Rola Bola made of 27 inch long 2x8 pine, varnished
Life can be simple yet fun. Take the example of a Rola Bola, aka rolla bolla, rolo bolo, roly boly, balance board, rocker-roller board or bongo board. Whatever you call it, there is a board that allows you to stand shoulder width apart, a wooden stop board on the underside each end, and a rolling cylinder. You put the board on the cylinder and get on. Simple.
Afghan Kite Flying in Afghanistan. Here in Canada do not use glass covered or metal kite line. They are illegal and dangerous.
Kite flying is a favourite pastime of our family. It is so unfortunate that kite flying at Milliken Park, Toronto, Canada, a very large park near our house, has recently been banned. Kite flying is very kid and family friendly, but has been spoiled by people that come from different cultures. South East Asian (India, Pakistan) and Afghanistan kite flyers in their country use metal wire and glass coated flying line to cut the lines of competitors. They are importing and illegally using this type of line here in Toronto, Canada. They then leave the lines as garbage. Kids and adults using the park get cut up from these types of lines. It is certainly a safety hazard.
Imperial sewing machine, model 535: I am looking for an owner's manual and other info on this machine
An exhaustive internet search yielded very little about these lovely sewing machines. From information from Needlebar.org I found parts of other machines were similar but not exactly the same. Parts of these machines were built in Japan after WWII and imported to North America for final assembly and badging. Here are the few links I found. If you have an owner’s manual for a model 535 please let me know.
Imperial sewing machine, model 535: Front, Perhaps made in Japan and badged in North America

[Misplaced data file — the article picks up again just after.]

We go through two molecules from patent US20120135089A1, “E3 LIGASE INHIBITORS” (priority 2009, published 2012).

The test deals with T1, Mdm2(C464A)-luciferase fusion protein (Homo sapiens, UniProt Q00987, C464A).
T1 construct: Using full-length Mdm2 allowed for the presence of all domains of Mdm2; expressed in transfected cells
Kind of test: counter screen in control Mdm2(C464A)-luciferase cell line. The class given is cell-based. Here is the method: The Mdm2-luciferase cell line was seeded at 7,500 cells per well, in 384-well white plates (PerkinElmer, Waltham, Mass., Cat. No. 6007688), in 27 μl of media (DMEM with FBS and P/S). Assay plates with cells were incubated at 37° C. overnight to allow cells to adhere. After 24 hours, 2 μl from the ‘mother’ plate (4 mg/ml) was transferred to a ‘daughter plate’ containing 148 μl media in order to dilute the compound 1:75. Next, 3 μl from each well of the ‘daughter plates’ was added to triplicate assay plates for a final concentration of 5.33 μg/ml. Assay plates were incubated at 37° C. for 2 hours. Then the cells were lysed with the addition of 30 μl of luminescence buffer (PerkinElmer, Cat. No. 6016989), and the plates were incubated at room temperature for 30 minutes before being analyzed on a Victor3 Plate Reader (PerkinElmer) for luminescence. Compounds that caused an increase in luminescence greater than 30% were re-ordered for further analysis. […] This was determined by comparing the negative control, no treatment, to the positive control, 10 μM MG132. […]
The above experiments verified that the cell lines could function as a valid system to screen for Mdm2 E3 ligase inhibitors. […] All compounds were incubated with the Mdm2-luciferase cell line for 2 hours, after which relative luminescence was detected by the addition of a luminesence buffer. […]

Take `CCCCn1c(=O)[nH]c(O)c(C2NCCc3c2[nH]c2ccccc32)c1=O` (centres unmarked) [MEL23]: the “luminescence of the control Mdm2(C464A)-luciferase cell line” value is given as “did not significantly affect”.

Fate has voluntold me as the human caretaker of an Imperial Sewing Machine, model 535. This lovely machine was left out on the curb as trash, coincidentally as I was bicycling. Though the machine weighs a LOT, it is all metal and sews very beautifully. It even sews quieter than my Singer. The 535 has straight and zig zag stitching, and can darn. Included were about 5 different presser feet. Casting marks “J-C 27” and “304-1”, and printed marks “JA/3”. A thorough internet search has provided very little, except a couple of photos of similar machines, but images from Needlebar.org shows parts of similar looking machines were manufactured in Japan and badged in North America, circa 1950-’60s. As I did not see a Model 535 anywhere I hope that someone can see my photos and help me find its origins, and perhaps an owner’s guide.
Singer 29k71 Patcher is a very versatile machine. The treadle stand is missing.
If you know this machine then you know how versatile it is, helping you out of tight spots. Old they may be, but they certainly do a great job at fixing up modern day clothing. While the design of these machines has varied little from the ~1910s the machines can be purchased new today with near identical designs.
It is not easy to use, nor is it easy to set up. The bobbin is small and has a very limited capacity. Threading of the bobbin requires some learning, as this is unlike other machines. What is the purpose of the long wire?
Singer model 217, ~1960s: Simple and reliable, and always ready for me.
Old Singer sewing machines are well made and built to last. My Singer model 217 was handed down to me and sews very well. I was dismayed that the machine would not turn over as it did before and discovered that the motor needed replacement. These motors are no longer made so getting a replacement was not straight forward. After the motor replacement my Singer hums along like new. Maybe I will sew up some Canadian flags!